[7] A total of 133 Palestinians and 30 Israelis (including 2 Arab Israelis) have been killed since the recent outbreak of hostilities in October last year.
 
[8] “The current cycle of provocation and retaliation has to stop. Political leaders on both sides have an obligation to condemn the killings and to ensure accountability,” the human rights expert stated.
 

Discussion

I.    Wounded, sick and shipwrecked
1. Does IHL provide protection only to wounded, sick and shipwrecked combatants? Equally to wounded, sick and shipwrecked civilians? (GC I-II, Art. 12; GC IV, Art. 16;AP I, Art. 8(a) and (b); CIHL, Rule 110)
2. Under IHL, which condition must be fulfilled by a wounded, sick or shipwrecked person in order to qualify for protection? Mr. Sharif carried out an attack against an Israeli soldier few minutes before being shot: may this circumstance influence the evaluation? (Doc. A, paras. 6; 12) In the opinion of The Guardian and of B’Tselem, does Mr. Sharif appear to fulfil the prescribed condition? (Doc. B para. 3) In the opinion of the UN Special Rapporteur? In your opinion?
 
II.    Medical care / medical duties
3. (Doc. B, para. 5) The UN Special Rapporteur expresses concern because the medical personnel ignored Mr. Sharif and attended only the Israeli soldier. Does IHL require medical personnel to give care without any discrimination? Or may medical personnel prioritize among their patients? On medical grounds? On other grounds? Could we claim that the decision of the medical personnel in this case  to prioritize the care of the wounded Israeli soldier was made in accordance with medical grounds? (GC I, Art. 12;AP I, Art. 10; CIHL, Rule 110)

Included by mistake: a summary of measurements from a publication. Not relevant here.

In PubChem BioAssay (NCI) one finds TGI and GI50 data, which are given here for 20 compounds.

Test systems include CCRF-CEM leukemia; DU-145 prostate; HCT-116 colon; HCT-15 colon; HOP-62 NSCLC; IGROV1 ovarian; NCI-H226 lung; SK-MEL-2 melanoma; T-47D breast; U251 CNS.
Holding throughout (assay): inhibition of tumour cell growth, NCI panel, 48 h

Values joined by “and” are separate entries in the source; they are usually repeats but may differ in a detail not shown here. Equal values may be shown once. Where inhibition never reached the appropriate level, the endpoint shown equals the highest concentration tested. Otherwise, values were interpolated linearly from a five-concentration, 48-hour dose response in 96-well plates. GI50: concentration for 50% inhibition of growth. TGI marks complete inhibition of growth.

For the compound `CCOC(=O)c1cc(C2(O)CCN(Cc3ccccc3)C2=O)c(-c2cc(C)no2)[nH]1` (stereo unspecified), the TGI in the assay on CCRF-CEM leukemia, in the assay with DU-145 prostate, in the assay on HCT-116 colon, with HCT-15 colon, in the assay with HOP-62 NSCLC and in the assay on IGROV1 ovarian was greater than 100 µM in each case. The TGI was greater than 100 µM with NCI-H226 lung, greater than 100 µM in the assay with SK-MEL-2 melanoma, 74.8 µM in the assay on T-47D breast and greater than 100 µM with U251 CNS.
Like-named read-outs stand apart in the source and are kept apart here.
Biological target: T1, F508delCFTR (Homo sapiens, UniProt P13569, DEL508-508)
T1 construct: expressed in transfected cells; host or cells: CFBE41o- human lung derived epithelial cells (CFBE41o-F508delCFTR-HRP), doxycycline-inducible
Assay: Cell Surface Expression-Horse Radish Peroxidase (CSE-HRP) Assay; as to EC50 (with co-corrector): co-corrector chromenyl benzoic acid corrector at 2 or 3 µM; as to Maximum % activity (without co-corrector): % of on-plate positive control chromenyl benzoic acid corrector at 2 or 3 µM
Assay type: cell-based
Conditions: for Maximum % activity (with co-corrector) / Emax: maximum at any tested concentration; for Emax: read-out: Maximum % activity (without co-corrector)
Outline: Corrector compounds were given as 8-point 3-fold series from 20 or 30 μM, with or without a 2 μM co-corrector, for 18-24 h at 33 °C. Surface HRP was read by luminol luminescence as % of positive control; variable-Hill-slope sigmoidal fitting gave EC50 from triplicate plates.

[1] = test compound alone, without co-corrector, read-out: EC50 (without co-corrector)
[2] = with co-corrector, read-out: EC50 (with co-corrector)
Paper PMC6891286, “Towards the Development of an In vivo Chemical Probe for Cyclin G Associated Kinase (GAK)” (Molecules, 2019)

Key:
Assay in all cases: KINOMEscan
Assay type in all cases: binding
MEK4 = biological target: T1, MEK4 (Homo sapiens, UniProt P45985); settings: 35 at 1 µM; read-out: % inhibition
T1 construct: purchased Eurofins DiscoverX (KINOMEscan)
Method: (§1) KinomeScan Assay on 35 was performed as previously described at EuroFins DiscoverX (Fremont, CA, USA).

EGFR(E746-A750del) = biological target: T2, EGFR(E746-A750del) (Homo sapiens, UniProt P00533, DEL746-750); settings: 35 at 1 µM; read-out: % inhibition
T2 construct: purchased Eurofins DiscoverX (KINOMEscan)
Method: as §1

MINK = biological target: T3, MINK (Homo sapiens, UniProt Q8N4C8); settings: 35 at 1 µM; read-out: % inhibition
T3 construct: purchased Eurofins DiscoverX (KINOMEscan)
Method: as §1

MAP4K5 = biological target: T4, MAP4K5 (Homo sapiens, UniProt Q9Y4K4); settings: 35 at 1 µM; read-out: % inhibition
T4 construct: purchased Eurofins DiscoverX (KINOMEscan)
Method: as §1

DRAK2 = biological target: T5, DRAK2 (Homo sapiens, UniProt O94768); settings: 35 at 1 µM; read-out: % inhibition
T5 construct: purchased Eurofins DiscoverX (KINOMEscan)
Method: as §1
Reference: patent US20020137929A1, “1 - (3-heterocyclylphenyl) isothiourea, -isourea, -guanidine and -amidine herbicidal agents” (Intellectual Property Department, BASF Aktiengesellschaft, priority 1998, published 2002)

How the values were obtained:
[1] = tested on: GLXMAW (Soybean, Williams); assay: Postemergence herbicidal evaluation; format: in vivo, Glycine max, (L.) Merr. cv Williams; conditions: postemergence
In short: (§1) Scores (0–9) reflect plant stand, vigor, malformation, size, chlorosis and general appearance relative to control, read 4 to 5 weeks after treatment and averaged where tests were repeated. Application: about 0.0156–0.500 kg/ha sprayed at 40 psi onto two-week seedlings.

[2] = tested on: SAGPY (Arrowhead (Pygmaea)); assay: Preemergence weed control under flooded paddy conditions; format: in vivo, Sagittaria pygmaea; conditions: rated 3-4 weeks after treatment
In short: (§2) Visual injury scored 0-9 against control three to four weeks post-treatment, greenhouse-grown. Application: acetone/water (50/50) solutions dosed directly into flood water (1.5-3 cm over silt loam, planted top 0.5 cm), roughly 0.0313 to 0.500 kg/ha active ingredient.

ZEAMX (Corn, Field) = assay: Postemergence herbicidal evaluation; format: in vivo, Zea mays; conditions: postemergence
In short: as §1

III.    Direct participation in hostilities
4. Which are the criteria required to classify an act as direct participation in hostilities? Are these criteria cumulative or not? In what legal instrument do we find these criteria? Shall civilians directly participating in hostilities be cared for if wounded, sick or shipwrecked? (ICRC, Interpretative Guidance on the Notion of Direct Participation in Hostilities under International Humanitarian Law
5. (Doc. A, Paras. 2, 3; Doc. B, Para. 4) Could the conduct of Mr. Sharif amount to direct participation in hostilities? If not, why not? If so, could the Israeli soldier invoke the direct participation in hostilities by Mr. Sharif to justify his killing?  Does a knife attack against a soldier in an occupied territory constitute direct participation in hostilities, a crime or both? May the threatened soldier react according to IHL rules on the conduct of hostilities, or only according to International Human Rights Law (IHRL) rules on law enforcement? What is the main difference between the two paradigms? If both apply, which prevails here? Does the difference between IHL rules and IHRL rules matter in our case?
 
IV.    War crimes
6. Under IHL, must Israel ensure the accountability of the Israeli soldier? Under IHL, must the Palestinian authority ensure accountability of Palestinians attacking Israeli soldiers with knives? Under what circumstances do the latter violate IHL? (GC IV, Art. 147;AP I, Art. 37;CIHL, Rule 65)
7. (Doc. A, para. 18) Under IHL, which categories of persons or objects must be affected in order to invoke war crimes? May the killing of Mr. Sharif be considered a war crime, as claimed by Amnesty International? May Mr. Sharif be considered a person protected under GC IV? If not, why not? (GC IV, Art. 147; GC IV, Art. 4)
8. If the killing of Mr. Sharif constitutes a war crime, has Israel complied with its obligations under IHL? Are these obligations of result or only of means? (GC IV, Art. 146)